Teacher’s career advancement

A teacher in a higher education will often have to balance between teaching and research work in one way or another. Those teaching at a university usually have a great deal of pressure to produce academic research. It is often considered necessary for career advancement. This is why dividing time between high-quality teaching and high-class research can often be challenging. At universities of applied sciences, however, those providing teaching are considered teachers in the first place, and they take part in research and project work in the limits they have time allocated for it.

In scientific higher education institutes, all teaching is based on researched information. Traditionally, this has meant that research in the scientific field in question and research merits have been the path to advance into higher teaching positions in a university career. However, it is naturally also possible to research and develop one’s scientific field from a pedagogical perspective. Employees in teaching positions may evolve as both teachers and researchers by managing the challenges of teaching in their field of science through the methods of scientific research.

In universities, especially, teaching is carried out under many different titles and in many kinds of roles. A certain amount of teaching can also be required from the researchers and doctoral students. Students can also hold assistant teaching roles, for example by reviewing the assignments of lower grade students as ‘course assistants’. However, teaching is usually carried out by a person holding the title of part-time teacher, university instructor, lecturer, university lecturer, or professor.

At universities of applied sciences a teacher’s qualification is required from anyone in the teacher’s profession. Typical titles include part-time teacher, lecturer and principal lecturer. To work as a principal lecturer, an applicable licentiate’s degree or a doctoral degree, completed through postgraduate studies, is required. A lecturer is expected to have an applicable master’s degree.

Teaching portfolio

Career advancement as a teacher at a higher education institution typically requires professional and/or academic qualifications as well as pedagogical training. Teaching experience should be demonstrated with the documents from previous teaching assignments and a separate ‘teaching portfolio’. You should start putting this portfolio together as soon as you start gaining teaching experience. The terms ‘extensive’ or ‘basic’ are often used in connection with portfolios. They are personal records that grow more extensive in time, and their purpose is to help teachers study and monitor their development in their work. The actual teaching portfolio is a more concise, official document used to allocate teaching assignments, which document the applicant’s teaching merits and experience.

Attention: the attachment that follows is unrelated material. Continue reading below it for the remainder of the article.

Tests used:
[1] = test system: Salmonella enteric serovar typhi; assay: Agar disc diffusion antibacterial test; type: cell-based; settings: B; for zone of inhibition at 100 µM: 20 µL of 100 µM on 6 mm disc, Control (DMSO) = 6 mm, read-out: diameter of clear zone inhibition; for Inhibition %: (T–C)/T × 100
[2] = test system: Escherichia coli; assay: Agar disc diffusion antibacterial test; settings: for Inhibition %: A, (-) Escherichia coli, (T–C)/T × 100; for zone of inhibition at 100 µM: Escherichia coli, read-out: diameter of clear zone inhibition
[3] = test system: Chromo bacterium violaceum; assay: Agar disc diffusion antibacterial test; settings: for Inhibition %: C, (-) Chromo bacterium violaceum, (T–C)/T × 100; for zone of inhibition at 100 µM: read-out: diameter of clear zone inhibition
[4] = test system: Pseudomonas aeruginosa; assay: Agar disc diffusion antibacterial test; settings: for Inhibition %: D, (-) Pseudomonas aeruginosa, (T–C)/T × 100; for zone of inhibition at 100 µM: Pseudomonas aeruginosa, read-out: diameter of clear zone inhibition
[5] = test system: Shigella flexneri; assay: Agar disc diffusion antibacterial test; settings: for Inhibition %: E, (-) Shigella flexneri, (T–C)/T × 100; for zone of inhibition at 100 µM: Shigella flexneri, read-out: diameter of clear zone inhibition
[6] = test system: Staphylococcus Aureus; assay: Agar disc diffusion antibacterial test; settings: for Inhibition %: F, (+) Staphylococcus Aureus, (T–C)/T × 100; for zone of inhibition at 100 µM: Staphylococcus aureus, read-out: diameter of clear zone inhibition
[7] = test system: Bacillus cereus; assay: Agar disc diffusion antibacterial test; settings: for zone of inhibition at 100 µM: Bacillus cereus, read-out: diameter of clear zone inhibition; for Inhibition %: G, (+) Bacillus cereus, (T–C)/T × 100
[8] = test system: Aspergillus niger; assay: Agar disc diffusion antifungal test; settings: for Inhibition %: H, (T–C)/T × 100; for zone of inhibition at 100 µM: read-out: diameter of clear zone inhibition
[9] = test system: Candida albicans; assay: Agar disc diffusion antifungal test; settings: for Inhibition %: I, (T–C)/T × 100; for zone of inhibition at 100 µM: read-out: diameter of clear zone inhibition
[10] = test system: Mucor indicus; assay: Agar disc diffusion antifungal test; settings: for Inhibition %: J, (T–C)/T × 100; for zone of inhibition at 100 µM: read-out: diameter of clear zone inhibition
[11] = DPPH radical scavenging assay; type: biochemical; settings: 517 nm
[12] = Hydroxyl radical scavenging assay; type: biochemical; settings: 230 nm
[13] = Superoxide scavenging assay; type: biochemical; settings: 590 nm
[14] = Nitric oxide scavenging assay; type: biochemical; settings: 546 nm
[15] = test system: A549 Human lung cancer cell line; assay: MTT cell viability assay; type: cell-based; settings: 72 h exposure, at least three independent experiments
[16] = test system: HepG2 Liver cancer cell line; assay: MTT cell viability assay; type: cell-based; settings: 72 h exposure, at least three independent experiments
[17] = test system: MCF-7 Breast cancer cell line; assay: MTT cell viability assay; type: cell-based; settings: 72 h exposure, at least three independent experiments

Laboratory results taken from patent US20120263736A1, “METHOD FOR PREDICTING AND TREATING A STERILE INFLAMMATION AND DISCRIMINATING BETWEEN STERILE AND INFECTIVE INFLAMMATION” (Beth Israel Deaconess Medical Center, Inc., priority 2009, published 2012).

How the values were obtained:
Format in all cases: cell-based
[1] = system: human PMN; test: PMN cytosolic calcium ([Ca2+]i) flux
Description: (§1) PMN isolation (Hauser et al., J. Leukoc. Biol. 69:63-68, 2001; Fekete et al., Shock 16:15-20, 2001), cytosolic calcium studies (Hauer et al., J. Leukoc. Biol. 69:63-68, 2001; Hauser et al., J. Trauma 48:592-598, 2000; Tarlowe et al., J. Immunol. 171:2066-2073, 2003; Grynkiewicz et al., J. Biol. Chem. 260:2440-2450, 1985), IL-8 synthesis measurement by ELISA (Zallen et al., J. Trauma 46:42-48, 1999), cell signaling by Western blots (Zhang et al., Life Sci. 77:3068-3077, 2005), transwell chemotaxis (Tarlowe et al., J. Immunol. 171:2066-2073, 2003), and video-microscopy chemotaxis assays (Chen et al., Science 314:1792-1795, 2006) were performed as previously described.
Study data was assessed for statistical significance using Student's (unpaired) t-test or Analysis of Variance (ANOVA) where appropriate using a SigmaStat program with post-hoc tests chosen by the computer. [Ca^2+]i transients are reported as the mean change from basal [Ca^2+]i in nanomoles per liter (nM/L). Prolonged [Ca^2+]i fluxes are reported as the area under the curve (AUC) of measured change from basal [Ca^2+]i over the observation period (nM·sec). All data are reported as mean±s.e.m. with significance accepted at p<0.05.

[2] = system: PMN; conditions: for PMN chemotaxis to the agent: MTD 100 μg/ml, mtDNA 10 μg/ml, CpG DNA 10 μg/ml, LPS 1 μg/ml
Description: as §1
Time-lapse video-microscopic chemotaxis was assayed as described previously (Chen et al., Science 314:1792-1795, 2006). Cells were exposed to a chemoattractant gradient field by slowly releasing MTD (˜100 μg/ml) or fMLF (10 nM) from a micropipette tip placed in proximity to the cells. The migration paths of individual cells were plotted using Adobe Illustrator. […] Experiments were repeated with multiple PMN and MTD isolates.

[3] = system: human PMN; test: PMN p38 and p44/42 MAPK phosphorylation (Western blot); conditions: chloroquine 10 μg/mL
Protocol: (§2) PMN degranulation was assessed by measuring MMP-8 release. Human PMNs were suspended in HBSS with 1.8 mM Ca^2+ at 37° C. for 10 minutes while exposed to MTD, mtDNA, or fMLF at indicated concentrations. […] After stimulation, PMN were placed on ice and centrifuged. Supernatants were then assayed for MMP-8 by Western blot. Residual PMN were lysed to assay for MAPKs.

Instructions for creating a teaching portfolio.

A procedure called ‘the assessment of teaching competence at Tampere University’ is related to applying for teaching roles in Tampere University. A teaching portfolio is also used as a part of it: the applicants can present the various aspects of their teaching competence, and those preparing to appoint applicants can assess the applicants’ various aspects, their ability to develop their teaching skills, based on feedback and their professional development.

Assessing teaching competence in Tampere University

The following text applies only in the context of Tampere University.

Teaching competence assessment helps promote the goals of Tampere University’s education and research strategies regarding the university’s pedagogical reform, close linkages between teaching and research and the appreciation and support of teaching. The assessment of teaching competence also supports the university’s pedagogical reform in the long-term by ensuring the competence in development and management of teaching, guidance and education at the university.

Tampere University’s key resource in implementing the strategy’s goals is skilled and motivated personnel and students who are inspired to build up their competence. Skilled teachers support the students’ learning and the smooth progress of their studies and help students achieve their own learning and competence goals. In a constantly evolving higher education community, the staff and students work together to develop education, pedagogics and learning environments in a goal-oriented manner.

A successful recruitment process is a key factor in successful and goal-oriented development of education and learning in Tampere University. Teaching competence can be evaluated with means such as teaching portfolios, teaching demonstrations and interviews. At the university, members of the teaching competence assessment pool are invited to teaching competence assessments and tenure track advancement assessments to support the recruitment process when necessary. This assessment pool comprises professors with accumulated pedagogical merits as well as other teaching staff and student members. Find open positions at Tampere University.

Applying for the title of Docent

A person with comprehensive knowledge of their own field, a capacity for independent research as demonstrated through publications or in some other manner and good teaching skills can be awarded the title of a Docent upon application. In practice, this means a doctorate, extensive scientific publications produced after completing the degree and good teaching skills. The title of docent alone does not guarantee an employment relationship with the university, read more here.

Elsewhere in TLC

Pedagogical management

Links checked 9.3.2021